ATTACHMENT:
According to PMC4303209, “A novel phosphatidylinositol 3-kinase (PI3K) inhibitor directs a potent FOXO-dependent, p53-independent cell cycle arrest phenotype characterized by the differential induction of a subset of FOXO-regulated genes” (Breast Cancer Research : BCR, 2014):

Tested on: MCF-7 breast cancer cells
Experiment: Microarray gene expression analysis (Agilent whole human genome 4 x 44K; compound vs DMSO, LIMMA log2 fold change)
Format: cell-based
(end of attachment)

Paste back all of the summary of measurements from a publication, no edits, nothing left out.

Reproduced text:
According to PMC4303209, “A novel phosphatidylinositol 3-kinase (PI3K) inhibitor directs a potent FOXO-dependent, p53-independent cell cycle arrest phenotype characterized by the differential induction of a subset of FOXO-regulated genes” (Breast Cancer Research : BCR, 2014):

Tested on: MCF-7 breast cancer cells
Experiment: Microarray gene expression analysis (Agilent whole human genome 4 x 44K; compound vs DMSO, LIMMA log2 fold change)
Format: cell-based